Machine learning algorithms have proven to be fantastic tools in identifying patterns in data. They can recognize people’s faces and even identify traits of cancer in its very early stages. These types of problems, although still very complex to solve, are made easier by the indicators never changing. The challenge with fraud detection is that the data set is constantly growing and mutating, while fraudsters are continually coming up with new attacks that have never been seen before. Many attempts have been made to use machine learning for fraud detection in the past, each with varying success.

Parametric Statistical Models

Machine learning approaches to fraud detection make the assumption that fraudulent activity will be anomalous usage. The first attempts at using machine learning for fraud detection used parametric statistical models to approximate the distribution of the data. These parametric approaches use a model that makes assumptions about the data set that are generated from training data. As the data dimensionally grows it becomes harder and harder to fit this model to the changing data set. These models would do a good job at detecting fraud at first, but as data sets would grow, the models would begin to decay and accuracy would drop off dramatically. Because of this, data scientists started using non-parametric machine learning models. These types of models are good when there is a lot of data and there is no prior knowledge. They seek to find the best fit in the data as they have no prior assumptions.

Non-Parametric Models

There are three main types of non-parametric machine learning models: distance based, clustering based, and density based. Distance-based methods identify outliers as points that lie unusually far away from their neighbors according to a chosen distance metric. This makes this type of algorithm good at identifying data points that are anomalous when compared to the global population, however it is less accurate at detecting anomalous data points within a small subset of of the global population. Clustering-based methods can somewhat mitigate the limitations of global comparison by identifying outliers as points without strong membership in any one cluster group. It makes a small sacrifice in finding globally anomalous data points in the aim to better detect anomalies within subsets of the data. In contrast, density-based methods approximate the probability distribution of the training data and then identify anomalies as instances falling in low probability regions. A principal drawback of such methods is their dependence on distance metrics, which become less meaningful as the dimensionality of the data grows. A new approach removes the dependence on distance metrics. Isolated forest algorithms identify anomalies as points that are easily isolated using randomly generated binary decision trees.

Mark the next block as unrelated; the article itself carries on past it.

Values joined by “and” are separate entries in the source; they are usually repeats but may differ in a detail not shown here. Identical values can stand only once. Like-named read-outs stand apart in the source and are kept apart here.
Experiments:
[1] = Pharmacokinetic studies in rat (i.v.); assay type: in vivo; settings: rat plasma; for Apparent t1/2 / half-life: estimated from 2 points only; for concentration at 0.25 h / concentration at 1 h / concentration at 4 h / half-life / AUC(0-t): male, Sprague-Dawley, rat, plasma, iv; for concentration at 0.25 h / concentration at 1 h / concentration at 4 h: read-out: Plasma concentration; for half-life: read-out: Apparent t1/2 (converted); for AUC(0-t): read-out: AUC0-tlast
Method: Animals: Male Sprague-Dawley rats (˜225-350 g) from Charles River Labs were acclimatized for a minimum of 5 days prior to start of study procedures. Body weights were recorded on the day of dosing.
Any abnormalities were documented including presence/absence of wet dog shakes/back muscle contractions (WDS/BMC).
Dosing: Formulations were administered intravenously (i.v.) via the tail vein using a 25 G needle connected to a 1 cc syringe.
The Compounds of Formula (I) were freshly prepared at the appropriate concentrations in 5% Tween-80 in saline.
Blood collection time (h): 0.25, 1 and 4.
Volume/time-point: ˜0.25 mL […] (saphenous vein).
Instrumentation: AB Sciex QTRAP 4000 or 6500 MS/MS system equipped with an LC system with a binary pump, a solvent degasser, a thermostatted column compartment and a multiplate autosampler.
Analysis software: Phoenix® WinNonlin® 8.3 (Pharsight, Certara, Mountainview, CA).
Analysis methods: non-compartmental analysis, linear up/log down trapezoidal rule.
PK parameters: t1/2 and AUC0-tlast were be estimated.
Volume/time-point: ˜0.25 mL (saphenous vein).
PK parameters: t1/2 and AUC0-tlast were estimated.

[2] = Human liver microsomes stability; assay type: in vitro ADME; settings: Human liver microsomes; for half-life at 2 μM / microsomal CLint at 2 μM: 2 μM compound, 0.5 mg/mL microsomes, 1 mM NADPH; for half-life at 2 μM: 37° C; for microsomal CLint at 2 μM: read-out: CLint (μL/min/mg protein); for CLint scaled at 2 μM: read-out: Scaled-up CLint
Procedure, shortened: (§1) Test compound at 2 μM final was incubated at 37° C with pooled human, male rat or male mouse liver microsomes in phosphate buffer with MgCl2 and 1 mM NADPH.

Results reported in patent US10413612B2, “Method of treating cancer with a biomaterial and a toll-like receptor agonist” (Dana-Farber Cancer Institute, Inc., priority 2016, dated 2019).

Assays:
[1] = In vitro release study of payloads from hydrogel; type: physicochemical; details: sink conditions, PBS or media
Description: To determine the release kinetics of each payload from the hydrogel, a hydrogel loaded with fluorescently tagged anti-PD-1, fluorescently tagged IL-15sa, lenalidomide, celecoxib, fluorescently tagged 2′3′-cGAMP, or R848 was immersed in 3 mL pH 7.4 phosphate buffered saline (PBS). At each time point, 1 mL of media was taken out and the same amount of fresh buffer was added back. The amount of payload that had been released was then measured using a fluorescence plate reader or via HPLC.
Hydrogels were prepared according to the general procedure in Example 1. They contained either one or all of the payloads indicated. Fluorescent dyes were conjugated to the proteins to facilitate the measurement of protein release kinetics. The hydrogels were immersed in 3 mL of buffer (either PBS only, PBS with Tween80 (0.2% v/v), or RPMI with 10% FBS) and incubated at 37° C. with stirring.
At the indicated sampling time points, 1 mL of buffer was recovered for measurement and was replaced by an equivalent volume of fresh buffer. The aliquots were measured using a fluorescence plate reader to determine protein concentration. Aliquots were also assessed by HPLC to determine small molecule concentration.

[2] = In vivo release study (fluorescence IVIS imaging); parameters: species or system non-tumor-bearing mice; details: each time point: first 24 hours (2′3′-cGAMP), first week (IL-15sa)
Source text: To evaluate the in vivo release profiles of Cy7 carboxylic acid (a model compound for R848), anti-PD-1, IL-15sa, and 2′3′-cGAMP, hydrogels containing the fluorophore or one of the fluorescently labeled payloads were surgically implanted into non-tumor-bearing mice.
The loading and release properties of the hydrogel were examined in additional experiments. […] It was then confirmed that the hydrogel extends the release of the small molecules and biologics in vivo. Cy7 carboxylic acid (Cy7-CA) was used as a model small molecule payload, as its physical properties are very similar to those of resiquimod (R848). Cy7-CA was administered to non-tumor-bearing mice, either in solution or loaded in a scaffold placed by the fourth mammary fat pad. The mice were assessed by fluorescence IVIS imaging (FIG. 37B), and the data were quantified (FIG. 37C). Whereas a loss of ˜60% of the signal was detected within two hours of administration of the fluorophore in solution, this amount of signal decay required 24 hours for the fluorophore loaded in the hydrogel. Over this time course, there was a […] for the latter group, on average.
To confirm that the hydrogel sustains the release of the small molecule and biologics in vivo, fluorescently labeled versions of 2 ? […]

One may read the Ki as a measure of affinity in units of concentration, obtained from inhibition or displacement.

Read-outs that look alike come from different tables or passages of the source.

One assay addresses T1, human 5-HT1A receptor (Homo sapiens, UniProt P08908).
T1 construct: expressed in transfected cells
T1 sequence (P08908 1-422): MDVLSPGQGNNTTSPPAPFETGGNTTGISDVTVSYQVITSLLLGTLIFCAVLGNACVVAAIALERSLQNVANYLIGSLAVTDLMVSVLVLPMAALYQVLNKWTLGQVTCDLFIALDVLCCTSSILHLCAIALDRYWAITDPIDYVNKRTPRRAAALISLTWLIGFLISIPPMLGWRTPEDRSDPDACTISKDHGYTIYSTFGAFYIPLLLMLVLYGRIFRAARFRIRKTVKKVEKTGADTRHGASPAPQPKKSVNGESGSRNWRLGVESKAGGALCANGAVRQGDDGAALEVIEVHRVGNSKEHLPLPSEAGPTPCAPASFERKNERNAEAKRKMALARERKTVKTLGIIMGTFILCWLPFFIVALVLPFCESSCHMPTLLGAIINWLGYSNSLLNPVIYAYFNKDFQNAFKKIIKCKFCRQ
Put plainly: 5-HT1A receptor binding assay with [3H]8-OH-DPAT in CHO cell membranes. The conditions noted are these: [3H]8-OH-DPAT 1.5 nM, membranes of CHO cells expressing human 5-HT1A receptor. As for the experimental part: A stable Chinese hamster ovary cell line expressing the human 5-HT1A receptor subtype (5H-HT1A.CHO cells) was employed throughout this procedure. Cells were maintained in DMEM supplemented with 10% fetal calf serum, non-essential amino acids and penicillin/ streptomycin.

The Pyrite Approach

All of the above mentioned approaches work for datasets that contain only continuous valued features. Places where fraud occurs, like on Telco networks and banks, contain a mixture of continuous and non-numeric values. Data scientists have overcome this problem by using probabilistic approaches to non-numeric data, where they are mapped to an integer representation. One approach, called ODMAD, has proven to be particularly successful at identifying anomalies that occur in the categorical space.

Argyle Data and Carnegie Mellon University Silicon Valley have created a new form of machine learning, called Pyrite. This method was designed specifically for detecting fraud on telco networks, which have massive amounts of structured and unstructured data and combines the Isolated Forest algorithm with ODMAD. ODMAD provides the framework for handling different data types, while the Isolated Forest algorithm provides the best method for detecting anomalies in such a large data set. This model can identify types of fraud that have never been seen or detected before, and the structure, partly attributed to ODMAD, allows for these decisions to be processed in real-time.

If you would like to learn more about Argyle Data and Carnegie Mellon University Silicon Valley’s machine learning approach to fraud detection, download the executive summary for their new joint academic research paper. The research will be presented at academic conferences at the beginning of next year.